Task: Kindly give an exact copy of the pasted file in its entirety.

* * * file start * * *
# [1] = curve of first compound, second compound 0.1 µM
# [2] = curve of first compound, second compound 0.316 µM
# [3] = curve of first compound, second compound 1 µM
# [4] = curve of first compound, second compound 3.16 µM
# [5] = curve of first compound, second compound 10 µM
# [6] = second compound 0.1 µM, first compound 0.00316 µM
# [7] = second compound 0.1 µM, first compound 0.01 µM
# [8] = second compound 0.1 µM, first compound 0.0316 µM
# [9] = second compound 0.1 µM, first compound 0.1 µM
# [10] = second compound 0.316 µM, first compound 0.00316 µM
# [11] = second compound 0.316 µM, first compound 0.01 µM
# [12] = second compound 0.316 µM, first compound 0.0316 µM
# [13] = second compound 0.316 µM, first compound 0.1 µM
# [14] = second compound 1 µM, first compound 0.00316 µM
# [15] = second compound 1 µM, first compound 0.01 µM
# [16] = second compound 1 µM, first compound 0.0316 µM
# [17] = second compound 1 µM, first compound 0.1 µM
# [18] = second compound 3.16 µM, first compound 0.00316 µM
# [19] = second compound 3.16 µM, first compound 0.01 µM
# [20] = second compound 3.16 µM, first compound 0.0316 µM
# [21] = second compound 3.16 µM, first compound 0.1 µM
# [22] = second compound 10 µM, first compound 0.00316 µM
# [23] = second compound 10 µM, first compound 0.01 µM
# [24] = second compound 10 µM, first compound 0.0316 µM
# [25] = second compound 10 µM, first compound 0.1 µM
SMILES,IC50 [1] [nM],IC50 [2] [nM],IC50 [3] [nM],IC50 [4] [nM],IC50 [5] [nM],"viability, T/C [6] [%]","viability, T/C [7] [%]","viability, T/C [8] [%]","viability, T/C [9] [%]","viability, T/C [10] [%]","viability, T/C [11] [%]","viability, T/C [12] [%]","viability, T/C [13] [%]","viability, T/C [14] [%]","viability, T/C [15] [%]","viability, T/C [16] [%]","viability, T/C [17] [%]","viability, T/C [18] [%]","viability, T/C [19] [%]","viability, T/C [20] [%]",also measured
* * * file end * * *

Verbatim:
# [1] = curve of first compound, second compound 0.1 µM
# [2] = curve of first compound, second compound 0.316 µM
# [3] = curve of first compound, second compound 1 µM
# [4] = curve of first compound, second compound 3.16 µM
# [5] = curve of first compound, second compound 10 µM
# [6] = second compound 0.1 µM, first compound 0.00316 µM
# [7] = second compound 0.1 µM, first compound 0.01 µM
# [8] = second compound 0.1 µM, first compound 0.0316 µM
# [9] = second compound 0.1 µM, first compound 0.1 µM
# [10] = second compound 0.316 µM, first compound 0.00316 µM
# [11] = second compound 0.316 µM, first compound 0.01 µM
# [12] = second compound 0.316 µM, first compound 0.0316 µM
# [13] = second compound 0.316 µM, first compound 0.1 µM
# [14] = second compound 1 µM, first compound 0.00316 µM
# [15] = second compound 1 µM, first compound 0.01 µM
# [16] = second compound 1 µM, first compound 0.0316 µM
# [17] = second compound 1 µM, first compound 0.1 µM
# [18] = second compound 3.16 µM, first compound 0.00316 µM
# [19] = second compound 3.16 µM, first compound 0.01 µM
# [20] = second compound 3.16 µM, first compound 0.0316 µM
# [21] = second compound 3.16 µM, first compound 0.1 µM
# [22] = second compound 10 µM, first compound 0.00316 µM
# [23] = second compound 10 µM, first compound 0.01 µM
# [24] = second compound 10 µM, first compound 0.0316 µM
# [25] = second compound 10 µM, first compound 0.1 µM
SMILES,IC50 [1] [nM],IC50 [2] [nM],IC50 [3] [nM],IC50 [4] [nM],IC50 [5] [nM],"viability, T/C [6] [%]","viability, T/C [7] [%]","viability, T/C [8] [%]","viability, T/C [9] [%]","viability, T/C [10] [%]","viability, T/C [11] [%]","viability, T/C [12] [%]","viability, T/C [13] [%]","viability, T/C [14] [%]","viability, T/C [15] [%]","viability, T/C [16] [%]","viability, T/C [17] [%]","viability, T/C [18] [%]","viability, T/C [19] [%]","viability, T/C [20] [%]",also measured